The CrowdRise campaign and what $6,000 can do

Currently, Stockton lacks a space where the Filipino community can come and learn folk dances, or even seek resources to cultural dance materials such as costumes and music.

“My community needs a space to establish a sense of cultural visibility through dance,” said Brian and added, “Supporting the efforts of the Little Manila Dance Collective will establish a central point where the community’s youth and elders can connect to the art practices and cultural knowledge that exists beyond our city.  I urge the Filipino-American community to support a dance space where people can properly train and learn about folk and indigenous dance forms so that we may be able to represent our Pinoy and Pinay identity through respectful and authentic cultural art in Stockton.”

So, for his 26th birthday, Brian is calling out to the community to do something about the dwindling presence of Filipino cultural dance in Stockton.   For the CrowdRise campaign, his goal is to raise $6,000 and he explains how that money will be spent.

“One-third of the money raised will go towards purchasing dance mirrors for the Little Manlia Center so that we may begin to train dancers with the precision and detail of that will respect folk and indigenous dance as a discipline and art form.

“Another third will go towards a preliminary costume budget to support the work of local and indigenous costumes designers in the Philippines.

“The last, and most important third, will go towards a Master Artist fund. All experts and native practitioners of folk and indigenous Philippine dance live outside of Stockton.  We hope to raise enough money to invite these Master artists to our community to teach community members proper dance technique and respect for folk and indigenous art forms,” he said.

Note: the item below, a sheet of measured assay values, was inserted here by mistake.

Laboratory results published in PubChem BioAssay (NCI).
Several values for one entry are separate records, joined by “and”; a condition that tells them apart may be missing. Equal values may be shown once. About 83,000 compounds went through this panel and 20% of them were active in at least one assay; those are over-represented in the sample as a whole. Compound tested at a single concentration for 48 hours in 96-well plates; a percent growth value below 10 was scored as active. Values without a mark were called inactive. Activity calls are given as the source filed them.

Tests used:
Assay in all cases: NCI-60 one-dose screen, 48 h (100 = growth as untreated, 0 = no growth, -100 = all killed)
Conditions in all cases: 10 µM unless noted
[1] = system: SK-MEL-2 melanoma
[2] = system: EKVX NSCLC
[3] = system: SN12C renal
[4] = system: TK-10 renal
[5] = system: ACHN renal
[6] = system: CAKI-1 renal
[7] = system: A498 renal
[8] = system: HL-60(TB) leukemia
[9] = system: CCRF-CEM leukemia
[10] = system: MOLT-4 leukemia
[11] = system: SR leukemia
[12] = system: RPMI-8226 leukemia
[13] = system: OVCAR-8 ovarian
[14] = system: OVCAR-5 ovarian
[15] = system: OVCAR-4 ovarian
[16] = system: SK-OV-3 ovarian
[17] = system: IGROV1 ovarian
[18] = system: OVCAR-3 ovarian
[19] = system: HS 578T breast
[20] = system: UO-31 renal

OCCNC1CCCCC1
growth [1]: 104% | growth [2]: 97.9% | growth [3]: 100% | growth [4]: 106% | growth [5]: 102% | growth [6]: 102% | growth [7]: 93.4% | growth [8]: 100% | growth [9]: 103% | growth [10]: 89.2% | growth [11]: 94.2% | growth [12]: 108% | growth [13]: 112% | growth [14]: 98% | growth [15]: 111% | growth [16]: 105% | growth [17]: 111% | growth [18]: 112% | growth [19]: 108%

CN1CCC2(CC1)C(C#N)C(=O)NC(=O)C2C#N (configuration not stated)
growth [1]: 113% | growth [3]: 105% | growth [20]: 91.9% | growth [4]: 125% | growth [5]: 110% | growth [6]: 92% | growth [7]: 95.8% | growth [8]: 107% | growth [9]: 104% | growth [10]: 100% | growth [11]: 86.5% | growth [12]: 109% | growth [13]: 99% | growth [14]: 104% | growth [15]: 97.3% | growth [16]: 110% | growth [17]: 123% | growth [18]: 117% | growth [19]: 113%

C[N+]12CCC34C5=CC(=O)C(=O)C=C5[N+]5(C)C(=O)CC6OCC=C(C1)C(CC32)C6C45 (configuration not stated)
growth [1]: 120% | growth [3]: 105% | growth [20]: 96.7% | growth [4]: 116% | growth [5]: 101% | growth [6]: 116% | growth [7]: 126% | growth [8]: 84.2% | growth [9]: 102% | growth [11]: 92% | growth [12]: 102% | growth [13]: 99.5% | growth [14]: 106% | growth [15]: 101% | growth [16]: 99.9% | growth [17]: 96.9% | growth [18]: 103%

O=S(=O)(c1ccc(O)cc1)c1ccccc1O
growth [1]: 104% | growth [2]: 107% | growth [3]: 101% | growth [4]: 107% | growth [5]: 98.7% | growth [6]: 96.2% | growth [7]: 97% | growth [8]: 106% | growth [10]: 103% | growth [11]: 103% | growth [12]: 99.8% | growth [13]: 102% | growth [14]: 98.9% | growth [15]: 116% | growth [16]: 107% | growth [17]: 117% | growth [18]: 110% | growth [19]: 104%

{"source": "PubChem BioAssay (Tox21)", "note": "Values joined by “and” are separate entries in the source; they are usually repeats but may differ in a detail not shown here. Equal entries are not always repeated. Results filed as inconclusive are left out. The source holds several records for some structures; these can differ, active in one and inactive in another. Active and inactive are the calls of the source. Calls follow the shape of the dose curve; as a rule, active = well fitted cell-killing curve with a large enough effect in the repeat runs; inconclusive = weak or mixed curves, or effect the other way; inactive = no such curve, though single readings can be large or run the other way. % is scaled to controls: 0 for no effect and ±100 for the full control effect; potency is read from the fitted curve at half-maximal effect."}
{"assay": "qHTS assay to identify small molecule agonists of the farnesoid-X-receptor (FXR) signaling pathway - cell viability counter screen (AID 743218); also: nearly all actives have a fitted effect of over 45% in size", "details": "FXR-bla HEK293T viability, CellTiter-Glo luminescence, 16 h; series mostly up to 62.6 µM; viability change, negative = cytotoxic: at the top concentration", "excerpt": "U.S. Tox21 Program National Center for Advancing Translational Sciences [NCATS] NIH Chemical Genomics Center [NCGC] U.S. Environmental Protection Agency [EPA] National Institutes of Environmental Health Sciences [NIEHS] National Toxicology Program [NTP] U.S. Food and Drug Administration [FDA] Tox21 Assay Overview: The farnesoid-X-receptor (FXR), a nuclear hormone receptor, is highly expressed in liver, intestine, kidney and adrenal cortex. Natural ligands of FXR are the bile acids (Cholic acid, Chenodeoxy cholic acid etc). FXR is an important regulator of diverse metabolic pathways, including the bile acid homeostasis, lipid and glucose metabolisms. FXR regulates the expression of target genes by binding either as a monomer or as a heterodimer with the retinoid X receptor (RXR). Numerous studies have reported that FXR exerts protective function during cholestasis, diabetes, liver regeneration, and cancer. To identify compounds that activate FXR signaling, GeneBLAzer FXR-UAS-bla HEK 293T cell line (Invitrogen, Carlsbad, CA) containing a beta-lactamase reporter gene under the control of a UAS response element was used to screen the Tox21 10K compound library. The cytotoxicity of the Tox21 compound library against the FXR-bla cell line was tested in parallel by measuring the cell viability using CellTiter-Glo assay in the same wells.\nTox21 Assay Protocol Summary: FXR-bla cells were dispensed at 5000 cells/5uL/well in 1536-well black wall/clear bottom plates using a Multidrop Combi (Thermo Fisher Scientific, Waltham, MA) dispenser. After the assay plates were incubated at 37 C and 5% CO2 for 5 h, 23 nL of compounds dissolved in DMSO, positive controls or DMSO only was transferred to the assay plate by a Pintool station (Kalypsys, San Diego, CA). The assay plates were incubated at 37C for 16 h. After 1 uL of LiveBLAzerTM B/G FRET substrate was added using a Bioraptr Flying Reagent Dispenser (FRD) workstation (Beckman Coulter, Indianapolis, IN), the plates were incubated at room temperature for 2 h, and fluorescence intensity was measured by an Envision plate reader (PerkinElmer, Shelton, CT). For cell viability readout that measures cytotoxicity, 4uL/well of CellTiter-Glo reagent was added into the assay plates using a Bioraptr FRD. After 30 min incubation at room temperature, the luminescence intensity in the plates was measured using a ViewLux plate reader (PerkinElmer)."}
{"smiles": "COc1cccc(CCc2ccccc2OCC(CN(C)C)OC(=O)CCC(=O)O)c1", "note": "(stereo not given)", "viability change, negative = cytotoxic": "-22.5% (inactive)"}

Donations can be made online at www.tinyurl.com/savefolkdance.

You can also donate to the Little Manila Foundation directly via Paypal at littlemanila.org.

The Little Manila Dance Collective

At present The Little Manila Dance Collective has 30 members and would like to open its doors to the community in the San Joaquin County.

“We have become a multigenerational alliance of different community organizations, dance troupes, and individual artists who share a passion for Filipino cultural dance,” Brian said.  “We are college students. We are high school students. We are recent college graduates. We are aunties, mothers, and grandmothers.”

The group is also seeking anyone motivated to practice or train in Filipino folk and indigenous dance in a structured, professional environment.

Adult and young adult classes (ages 17 and up) are on Mondays from 7-9pm. Our youth dance program will kick off on January 7, 2015. Youth classes (ages 5-16) will be on Wednesdays 5:30-7:30pm.

The Little Manila Dance Collective is located at Little Manila Center, 521 E. Main St., Stockton, CA 95205.

To sign up online visit littlemanlia.org, click on “Contact Us,” include your name, your email, subject heading: Dance Collective, and a brief introductory message. Or come to the Little Manila Center at 521 E. Main St. in Stockton on Mondays at 7pm.

Follow the the Dance Collective’s and other Little Manila Foundation programs on social media – Instragram: @littlemanilastockton, Facebook – Little Manila’s Dance Collective, Little Manila After School Program, and Little Manila Foundation.

For any questions about the Dance Collective or to have students from the Dance Collective perform at your community or private event in the Central Valley, email brian@littlemanila.org.

(www.asianjournal.com)
(SF November 14, 2014 SF Magazine pg.2)

TOP
Email Email  |  Print Print
No
Comments

Leave a Reply